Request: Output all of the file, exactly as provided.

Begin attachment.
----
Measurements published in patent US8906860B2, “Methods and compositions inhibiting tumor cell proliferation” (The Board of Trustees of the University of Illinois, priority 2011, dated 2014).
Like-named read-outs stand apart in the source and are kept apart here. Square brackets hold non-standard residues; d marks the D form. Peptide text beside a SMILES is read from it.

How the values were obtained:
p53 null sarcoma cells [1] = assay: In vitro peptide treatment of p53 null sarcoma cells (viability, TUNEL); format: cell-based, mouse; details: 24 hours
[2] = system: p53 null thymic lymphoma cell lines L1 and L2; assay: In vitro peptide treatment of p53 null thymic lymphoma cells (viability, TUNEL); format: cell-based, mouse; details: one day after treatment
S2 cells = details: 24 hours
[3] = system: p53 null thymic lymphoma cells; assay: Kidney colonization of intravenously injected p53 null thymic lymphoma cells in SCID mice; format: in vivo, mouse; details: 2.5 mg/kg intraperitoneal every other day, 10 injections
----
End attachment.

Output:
Measurements published in patent US8906860B2, “Methods and compositions inhibiting tumor cell proliferation” (The Board of Trustees of the University of Illinois, priority 2011, dated 2014).
Like-named read-outs stand apart in the source and are kept apart here. Square brackets hold non-standard residues; d marks the D form. Peptide text beside a SMILES is read from it.

How the values were obtained:
p53 null sarcoma cells [1] = assay: In vitro peptide treatment of p53 null sarcoma cells (viability, TUNEL); format: cell-based, mouse; details: 24 hours
[2] = system: p53 null thymic lymphoma cell lines L1 and L2; assay: In vitro peptide treatment of p53 null thymic lymphoma cells (viability, TUNEL); format: cell-based, mouse; details: one day after treatment
S2 cells = details: 24 hours
[3] = system: p53 null thymic lymphoma cells; assay: Kidney colonization of intravenously injected p53 null thymic lymphoma cells in SCID mice; format: in vivo, mouse; details: 2.5 mg/kg intraperitoneal every other day, 10 injections